The Netherlands’ accent on rehabilitation and social re-integration of criminals seems to have finally paid off. The country no longer considers its prisons as economically viable and plans to close down another five such institutions.
The Netherlands have seen a steady drop in crime rate over the past 12 years, a product of several factors: relaxed drug laws, an accent on rehabilitation over punishment in the penal system and wide-spread use of ankle monitoring systems allowing convicted criminals to re-enter the work force. Shorter sentences issued by judges also means that people spent less time in jail on average, and more serious crimes are becoming less common. This has lead to an unlikely problem: the Dutch have been going through somewhat of a inmate shortage these past years.
So in 2013, 19 jails were closed because there weren’t enough prisoners to fill them. Last September, the country had to import 240 inmates from Norway just to keep their facilities full. Addressing Parliament, Justice Minister Ard van der Steur recently said that it no longer made economical sense for the country to maintain its prisons operational. Authorities are now planning to disband five more prisons by the end of summer, The Telegraph reports.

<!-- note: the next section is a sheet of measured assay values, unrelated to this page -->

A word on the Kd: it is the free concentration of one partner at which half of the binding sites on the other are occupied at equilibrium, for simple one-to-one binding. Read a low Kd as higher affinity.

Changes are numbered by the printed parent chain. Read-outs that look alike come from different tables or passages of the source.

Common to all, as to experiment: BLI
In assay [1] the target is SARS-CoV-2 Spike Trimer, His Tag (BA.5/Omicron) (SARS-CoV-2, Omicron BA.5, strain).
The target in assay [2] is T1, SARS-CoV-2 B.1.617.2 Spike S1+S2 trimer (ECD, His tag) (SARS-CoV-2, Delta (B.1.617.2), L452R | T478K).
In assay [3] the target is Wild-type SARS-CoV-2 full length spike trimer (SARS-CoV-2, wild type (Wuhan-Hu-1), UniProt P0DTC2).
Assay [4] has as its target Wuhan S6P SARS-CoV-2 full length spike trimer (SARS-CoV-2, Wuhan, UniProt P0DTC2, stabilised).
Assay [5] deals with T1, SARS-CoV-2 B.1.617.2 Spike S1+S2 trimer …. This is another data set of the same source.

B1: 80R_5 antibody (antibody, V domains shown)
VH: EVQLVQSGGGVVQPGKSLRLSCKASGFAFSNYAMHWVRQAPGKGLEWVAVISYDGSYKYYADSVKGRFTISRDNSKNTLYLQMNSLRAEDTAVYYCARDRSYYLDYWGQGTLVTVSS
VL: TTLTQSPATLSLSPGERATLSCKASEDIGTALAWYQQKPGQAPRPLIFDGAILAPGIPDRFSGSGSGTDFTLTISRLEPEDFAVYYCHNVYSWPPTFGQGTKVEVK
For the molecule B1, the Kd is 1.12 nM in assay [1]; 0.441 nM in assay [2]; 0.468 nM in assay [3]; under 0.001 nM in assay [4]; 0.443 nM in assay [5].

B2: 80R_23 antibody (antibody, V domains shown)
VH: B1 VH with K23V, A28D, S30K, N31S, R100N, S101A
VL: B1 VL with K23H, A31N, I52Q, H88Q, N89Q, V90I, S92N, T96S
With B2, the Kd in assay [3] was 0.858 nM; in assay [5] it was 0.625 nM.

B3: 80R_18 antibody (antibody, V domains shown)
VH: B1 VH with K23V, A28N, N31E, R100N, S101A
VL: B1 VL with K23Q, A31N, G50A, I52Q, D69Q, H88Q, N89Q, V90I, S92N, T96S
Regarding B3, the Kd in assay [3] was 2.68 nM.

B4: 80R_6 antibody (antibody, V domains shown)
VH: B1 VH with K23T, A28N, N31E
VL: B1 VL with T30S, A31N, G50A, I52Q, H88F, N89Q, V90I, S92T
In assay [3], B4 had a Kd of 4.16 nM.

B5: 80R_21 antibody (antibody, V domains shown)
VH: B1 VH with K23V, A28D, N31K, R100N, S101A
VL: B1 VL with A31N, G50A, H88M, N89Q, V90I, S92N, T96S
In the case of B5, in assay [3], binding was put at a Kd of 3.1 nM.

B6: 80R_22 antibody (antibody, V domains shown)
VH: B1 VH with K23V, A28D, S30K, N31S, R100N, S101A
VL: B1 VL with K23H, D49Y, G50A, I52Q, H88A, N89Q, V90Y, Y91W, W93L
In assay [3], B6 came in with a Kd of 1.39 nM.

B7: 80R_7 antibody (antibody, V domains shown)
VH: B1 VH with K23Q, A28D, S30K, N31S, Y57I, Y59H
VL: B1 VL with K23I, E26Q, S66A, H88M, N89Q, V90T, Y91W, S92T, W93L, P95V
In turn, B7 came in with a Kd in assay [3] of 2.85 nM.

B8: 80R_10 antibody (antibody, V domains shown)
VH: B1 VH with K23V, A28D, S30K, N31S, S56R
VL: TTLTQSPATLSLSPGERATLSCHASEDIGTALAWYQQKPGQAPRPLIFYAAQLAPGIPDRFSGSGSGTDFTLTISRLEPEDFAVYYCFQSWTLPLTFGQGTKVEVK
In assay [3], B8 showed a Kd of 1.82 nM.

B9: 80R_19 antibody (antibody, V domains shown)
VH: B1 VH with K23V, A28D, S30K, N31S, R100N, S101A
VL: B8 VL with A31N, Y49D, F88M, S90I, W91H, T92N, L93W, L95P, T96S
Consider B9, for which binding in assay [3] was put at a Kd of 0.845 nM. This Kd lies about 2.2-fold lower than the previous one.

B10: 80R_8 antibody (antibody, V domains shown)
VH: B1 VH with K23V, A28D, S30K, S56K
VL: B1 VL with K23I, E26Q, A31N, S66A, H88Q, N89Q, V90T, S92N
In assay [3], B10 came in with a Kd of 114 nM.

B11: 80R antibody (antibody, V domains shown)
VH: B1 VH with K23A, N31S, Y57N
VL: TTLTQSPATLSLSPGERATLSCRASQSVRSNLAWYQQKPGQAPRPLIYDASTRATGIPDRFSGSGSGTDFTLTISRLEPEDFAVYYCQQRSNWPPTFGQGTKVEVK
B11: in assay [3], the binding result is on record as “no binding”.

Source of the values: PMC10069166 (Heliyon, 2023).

Closing down the jails will mean the loss of nearly 2,000 jobs, only 700 of which can transition into other roles in Dutch law enforcement. But the benefits would outweigh the cost: if the current downward trend in crime continues (with the present average of 0.9% per year,) and there isn’t anything to suggest it won’t, then an estimated 3,000 prison cells and 300 youth detention places will become superfluous in five years’ time.
There’s an incredibly low incarceration rate in the Netherlands: only 11,600 inmates out of the total population of 17 million adding up to 69 incarcerations per 100,000 people. To put that into perspective, the highest incarceration rate in the world, reported in the U.S., clocks in at 716 per 100,000 — a testament to the lack of services and rehabilitation programs aimed at former inmates. Without a safety net to give them any other options, many turn back to crime as a means for survival.